Logs and traces are an essential part in problem solving and performance measuring in software projects. However, while it may seem easy or even unimportant at first, it can be a difficult task to have the program generate the most important logging information.
Not all the logging messages have the same purpose or have the same audience.
A trace is a message whose target audience are developers. They help in solving bugs by allowing a developer to reconstruct the execution flow after a failure. Traces usually reveal information about the internal structure of the software. For instance, a tracing library may allow recording the thread that is running when the trace is generated. The trace may also include information about which component or module generates it.
A log is a message whose target audience may be the customer, the end user or an administrator. Logs register important information regarding events that have occurred in the system. User login and logout, establishing a new connection with a server or a user request are examples of events that deserve logging.
Information and Format
Finding the right message for a log or a trace is an iterative process, pretty much like refactoring the code. When starting the development of an application, it’s hard to know which traces and logs will be relevant. It is likely that the developer includes some information that is irrelevant, while missing some information that is actually essential in order to reconstruct the execution scenario.
A trace should inform about changes in the system state that will affect the output of future procedures or calculations. For instance, a user login or a failed connection attempt. Requests and responses are obvious events to trace, but also can be lower level events like connection establishments at the socket level. Sometimes, debugging requires to include more verbose traces with intermediate calculations.
A log should describe the performance of the application use cases. Log messages will be read by people other than the developers that built the system, so including information regarding the internal structure is pointless.
The message format is also fundamental for processing traces and logs. Having a set of formatting rules allows automated processing (typically filtering) of recorded events. In the case of logs, formatting allows a collecting application (for example logstash) to process it properly. In the case of traces, a developer may use different tools (like grep or sed) to process the messages and extract the most relevant information. Single line traces will be simpler to read and process.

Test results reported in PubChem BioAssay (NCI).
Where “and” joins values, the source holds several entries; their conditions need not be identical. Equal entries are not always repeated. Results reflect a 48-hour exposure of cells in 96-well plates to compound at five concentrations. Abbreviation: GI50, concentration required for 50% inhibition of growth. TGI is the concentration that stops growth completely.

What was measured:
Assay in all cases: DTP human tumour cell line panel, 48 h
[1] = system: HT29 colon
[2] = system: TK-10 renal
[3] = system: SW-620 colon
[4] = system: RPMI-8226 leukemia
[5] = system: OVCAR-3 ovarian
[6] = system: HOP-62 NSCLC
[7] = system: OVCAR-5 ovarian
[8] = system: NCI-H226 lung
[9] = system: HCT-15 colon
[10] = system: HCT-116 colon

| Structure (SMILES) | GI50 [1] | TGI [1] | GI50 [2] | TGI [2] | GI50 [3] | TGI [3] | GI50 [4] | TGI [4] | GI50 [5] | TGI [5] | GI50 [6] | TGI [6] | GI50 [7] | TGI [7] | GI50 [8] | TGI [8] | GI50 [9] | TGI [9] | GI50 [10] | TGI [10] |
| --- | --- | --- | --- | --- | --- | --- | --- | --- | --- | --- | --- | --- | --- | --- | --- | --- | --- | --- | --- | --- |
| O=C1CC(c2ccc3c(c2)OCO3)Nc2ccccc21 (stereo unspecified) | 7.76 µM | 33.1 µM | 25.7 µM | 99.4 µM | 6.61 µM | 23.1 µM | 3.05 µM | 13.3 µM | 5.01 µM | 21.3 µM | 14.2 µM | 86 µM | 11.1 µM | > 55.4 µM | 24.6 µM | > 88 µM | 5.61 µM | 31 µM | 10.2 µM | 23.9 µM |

I used to implement libraries that allowed sending traces to different sinks, namely the console, a socket or a file. However, over time, the standard output has become my favourite device of choice. Sending traces and logs to the standard output is the simplest and most flexible way of generating messages.
The standard output can be redirected to a socket or a file using other tools (for instance tee or netcat). Basically all languages (that I know of) have built-in facilities to send messages to the standard output so, usually, there’s no point in implementing unnecessarily complex tools for sending traces here or there.
As always, the standard output is no silver bullet. There may be situations where sending to standard output might not be the best solution (it may even be impossible). For example, when talking about an embedded system where the standard output is mapped to a slow serial device, log transmission may impair the performance of the application.
One important thing to note is that the tracing and logging facilities are a shared resource. If a developer decides to trace every single step that a module takes, it will pollute the trace buffer. This will affect the ability of other developers to read and process the traces. Traces must be generated keeping in mind that others will read them, and therefore, we should not include irrelevant or redundant information, nor information that might be meaningless to others.
The application architecture conditions the choice of the logging mechanism. In a distributed application, it is desirable to centralize logging information into a server. In an embedded system generating dozens of traces per millisecond, it may be impossible to record all the traces, so a circular buffer in RAM may be required.
Logging execution information is essential to any software application. Getting it right requires some effort comparable to software refactoring. The effort pays off in the long run, with faster problem solving thanks to improved diagnostics.